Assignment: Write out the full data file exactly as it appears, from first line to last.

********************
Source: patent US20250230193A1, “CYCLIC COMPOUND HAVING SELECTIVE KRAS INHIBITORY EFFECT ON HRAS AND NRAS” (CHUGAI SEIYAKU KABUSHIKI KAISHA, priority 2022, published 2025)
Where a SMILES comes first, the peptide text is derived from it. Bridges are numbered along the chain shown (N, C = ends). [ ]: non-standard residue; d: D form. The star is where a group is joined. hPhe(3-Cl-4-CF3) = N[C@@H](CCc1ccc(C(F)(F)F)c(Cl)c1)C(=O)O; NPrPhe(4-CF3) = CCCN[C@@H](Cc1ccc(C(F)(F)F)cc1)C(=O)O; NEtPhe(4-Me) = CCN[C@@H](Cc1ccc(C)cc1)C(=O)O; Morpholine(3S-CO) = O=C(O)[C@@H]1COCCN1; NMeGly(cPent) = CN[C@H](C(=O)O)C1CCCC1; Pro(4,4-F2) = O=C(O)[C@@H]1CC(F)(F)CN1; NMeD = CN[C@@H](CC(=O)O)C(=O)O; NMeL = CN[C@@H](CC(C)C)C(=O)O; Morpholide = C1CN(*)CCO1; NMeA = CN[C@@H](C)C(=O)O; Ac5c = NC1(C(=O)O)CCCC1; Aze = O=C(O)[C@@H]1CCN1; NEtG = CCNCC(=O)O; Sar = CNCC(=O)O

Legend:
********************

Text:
Source: patent US20250230193A1, “CYCLIC COMPOUND HAVING SELECTIVE KRAS INHIBITORY EFFECT ON HRAS AND NRAS” (CHUGAI SEIYAKU KABUSHIKI KAISHA, priority 2022, published 2025)
Where a SMILES comes first, the peptide text is derived from it. Bridges are numbered along the chain shown (N, C = ends). [ ]: non-standard residue; d: D form. The star is where a group is joined. hPhe(3-Cl-4-CF3) = N[C@@H](CCc1ccc(C(F)(F)F)c(Cl)c1)C(=O)O; NPrPhe(4-CF3) = CCCN[C@@H](Cc1ccc(C(F)(F)F)cc1)C(=O)O; NEtPhe(4-Me) = CCN[C@@H](Cc1ccc(C)cc1)C(=O)O; Morpholine(3S-CO) = O=C(O)[C@@H]1COCCN1; NMeGly(cPent) = CN[C@H](C(=O)O)C1CCCC1; Pro(4,4-F2) = O=C(O)[C@@H]1CC(F)(F)CN1; NMeD = CN[C@@H](CC(=O)O)C(=O)O; NMeL = CN[C@@H](CC(C)C)C(=O)O; Morpholide = C1CN(*)CCO1; NMeA = CN[C@@H](C)C(=O)O; Ac5c = NC1(C(=O)O)CCCC1; Aze = O=C(O)[C@@H]1CCN1; NEtG = CCNCC(=O)O; Sar = CNCC(=O)O

Legend: